5.  Joseph was “handsome and good-looking” (RSV). Only a few men in the Bible are described as handsome (David, Absalom and Daniel). NOTE.  Joseph had it all: brains, good looks and above all a spiritual heart for God.

B.  Joseph Tempted by Potiphar’s Wife (39:7-12)

1.  The wife of Potiphar sought to seduce Joseph through sexual immorality. She probably reasoned that Joseph being a mere slave was her property through Potiphar.

2.  The temptation came and the only reason Joseph could ward it off was his deep confidence in God. Joseph refused to lie with her because it would break Potiphar’s trust in him and above all it would be a “sin against God” (39:9).  NOTE.  Sin is against God and only a deep sense of responsibility to God can keep one from falling into temptation when it comes.  NOTE.  Temptations build character, for sin lies not in being tempted, but in yielding to the temptation.

3.  This woman pursued Joseph “day after day” but he would not “lie by her, or to be with her.” Joseph would not consent to the woman’s coaxing and even exercised care against being in her presence. NOTE.  Romans 13:14 says, “Make no provision for the flesh to fulfill the lusts thereof.” It is also the devil’s lie that every man has his price or every man will succumb to sexual immorality if pursued long enough.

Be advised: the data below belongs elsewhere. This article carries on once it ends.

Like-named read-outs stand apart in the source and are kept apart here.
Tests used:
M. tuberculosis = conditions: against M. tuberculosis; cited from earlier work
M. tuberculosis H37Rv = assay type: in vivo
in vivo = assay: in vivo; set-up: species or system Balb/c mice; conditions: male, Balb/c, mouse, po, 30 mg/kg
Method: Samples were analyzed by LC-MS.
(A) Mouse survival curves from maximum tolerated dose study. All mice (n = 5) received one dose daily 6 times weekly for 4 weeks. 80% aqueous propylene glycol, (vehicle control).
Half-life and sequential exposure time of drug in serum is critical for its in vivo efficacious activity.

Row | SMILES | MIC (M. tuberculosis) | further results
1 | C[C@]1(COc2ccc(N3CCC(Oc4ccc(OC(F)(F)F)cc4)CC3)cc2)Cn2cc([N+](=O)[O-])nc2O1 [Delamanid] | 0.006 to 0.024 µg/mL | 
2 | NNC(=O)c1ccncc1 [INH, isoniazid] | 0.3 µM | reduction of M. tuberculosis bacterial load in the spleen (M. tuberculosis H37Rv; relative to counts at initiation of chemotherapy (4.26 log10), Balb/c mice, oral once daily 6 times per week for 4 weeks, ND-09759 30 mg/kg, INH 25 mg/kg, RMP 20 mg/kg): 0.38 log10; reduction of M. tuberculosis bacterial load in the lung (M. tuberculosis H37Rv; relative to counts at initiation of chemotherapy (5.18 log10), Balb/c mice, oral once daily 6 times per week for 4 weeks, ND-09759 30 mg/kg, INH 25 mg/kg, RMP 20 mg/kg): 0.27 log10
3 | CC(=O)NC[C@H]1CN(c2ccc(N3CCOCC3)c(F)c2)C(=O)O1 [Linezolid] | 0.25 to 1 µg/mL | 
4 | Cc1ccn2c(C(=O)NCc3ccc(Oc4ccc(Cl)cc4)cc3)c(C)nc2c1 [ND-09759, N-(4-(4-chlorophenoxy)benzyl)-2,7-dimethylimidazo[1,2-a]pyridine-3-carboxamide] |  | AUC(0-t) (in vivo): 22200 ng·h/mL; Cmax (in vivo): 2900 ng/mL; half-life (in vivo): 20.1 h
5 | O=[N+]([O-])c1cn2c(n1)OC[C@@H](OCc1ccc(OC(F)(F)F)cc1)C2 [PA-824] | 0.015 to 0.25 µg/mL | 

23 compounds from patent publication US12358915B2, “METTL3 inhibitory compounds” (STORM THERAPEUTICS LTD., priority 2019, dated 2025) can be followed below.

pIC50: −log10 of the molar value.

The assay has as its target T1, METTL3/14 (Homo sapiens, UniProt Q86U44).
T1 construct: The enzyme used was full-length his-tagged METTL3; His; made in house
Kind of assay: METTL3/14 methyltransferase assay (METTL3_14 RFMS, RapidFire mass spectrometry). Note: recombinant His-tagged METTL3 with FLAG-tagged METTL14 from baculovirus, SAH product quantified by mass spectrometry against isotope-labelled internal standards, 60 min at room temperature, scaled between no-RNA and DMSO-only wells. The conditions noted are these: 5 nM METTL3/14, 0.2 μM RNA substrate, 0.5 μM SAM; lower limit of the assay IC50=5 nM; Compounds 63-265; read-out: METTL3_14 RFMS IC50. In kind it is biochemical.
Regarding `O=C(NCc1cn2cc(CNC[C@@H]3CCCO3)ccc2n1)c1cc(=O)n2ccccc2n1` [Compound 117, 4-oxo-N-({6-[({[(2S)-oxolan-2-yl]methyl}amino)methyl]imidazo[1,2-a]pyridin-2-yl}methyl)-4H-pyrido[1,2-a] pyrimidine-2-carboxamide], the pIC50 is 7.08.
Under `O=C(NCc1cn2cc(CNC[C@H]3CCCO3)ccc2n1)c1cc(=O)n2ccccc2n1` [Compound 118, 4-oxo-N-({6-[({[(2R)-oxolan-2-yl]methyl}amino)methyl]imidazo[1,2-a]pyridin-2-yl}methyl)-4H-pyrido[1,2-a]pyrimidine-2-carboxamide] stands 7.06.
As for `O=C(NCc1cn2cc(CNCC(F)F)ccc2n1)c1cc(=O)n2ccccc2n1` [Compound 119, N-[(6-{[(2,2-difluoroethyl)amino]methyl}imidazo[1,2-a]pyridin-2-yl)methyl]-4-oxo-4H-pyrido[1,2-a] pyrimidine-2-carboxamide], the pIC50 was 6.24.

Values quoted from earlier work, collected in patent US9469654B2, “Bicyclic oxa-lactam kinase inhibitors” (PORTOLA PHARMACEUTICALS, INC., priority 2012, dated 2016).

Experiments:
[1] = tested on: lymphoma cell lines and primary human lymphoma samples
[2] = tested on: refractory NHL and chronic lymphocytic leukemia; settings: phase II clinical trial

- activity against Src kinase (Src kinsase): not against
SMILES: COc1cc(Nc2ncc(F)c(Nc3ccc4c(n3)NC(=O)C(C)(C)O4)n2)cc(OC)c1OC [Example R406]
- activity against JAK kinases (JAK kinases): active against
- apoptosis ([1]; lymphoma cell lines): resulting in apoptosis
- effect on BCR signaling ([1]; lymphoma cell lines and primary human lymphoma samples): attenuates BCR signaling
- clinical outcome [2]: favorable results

4.  Quite by accident Joseph found himself in the house alone with this seductive woman, and she begged him to lie with her. But Joseph fled the scene before anything could happen (2 Tim. 2:22). NOTE.  This circumstance, while not directed by God, was permitted by Him as a link in the chain to get Joseph into Pharaoh’s graces.

C.  Joseph Falsely Accused and Cast into Prison (39:13-23)

1.  When Joseph fled he spurned her charm and her ego was injured. Striking back in the heat of wounded pride, she framed Joseph with a lie. She accused him of attempted rape (39:13-16).